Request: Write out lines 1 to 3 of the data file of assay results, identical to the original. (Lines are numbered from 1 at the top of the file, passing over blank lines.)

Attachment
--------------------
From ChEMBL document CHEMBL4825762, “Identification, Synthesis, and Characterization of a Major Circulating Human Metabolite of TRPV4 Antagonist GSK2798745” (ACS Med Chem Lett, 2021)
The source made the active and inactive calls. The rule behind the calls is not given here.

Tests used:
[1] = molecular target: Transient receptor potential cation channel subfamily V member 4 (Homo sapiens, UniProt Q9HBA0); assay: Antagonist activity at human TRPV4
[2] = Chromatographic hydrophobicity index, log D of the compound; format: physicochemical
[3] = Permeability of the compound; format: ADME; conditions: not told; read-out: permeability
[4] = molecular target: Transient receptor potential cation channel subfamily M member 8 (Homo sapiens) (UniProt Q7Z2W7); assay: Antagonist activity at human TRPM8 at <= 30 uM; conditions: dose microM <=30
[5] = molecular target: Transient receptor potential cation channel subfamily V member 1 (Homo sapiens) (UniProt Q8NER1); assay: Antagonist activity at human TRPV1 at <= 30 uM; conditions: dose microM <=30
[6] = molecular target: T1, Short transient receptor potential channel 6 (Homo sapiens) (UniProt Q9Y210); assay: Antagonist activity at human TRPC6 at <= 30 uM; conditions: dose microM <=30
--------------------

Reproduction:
From ChEMBL document CHEMBL4825762, “Identification, Synthesis, and Characterization of a Major Circulating Human Metabolite of TRPV4 Antagonist GSK2798745” (ACS Med Chem Lett, 2021)
The source made the active and inactive calls. The rule behind the calls is not given here.

Tests used: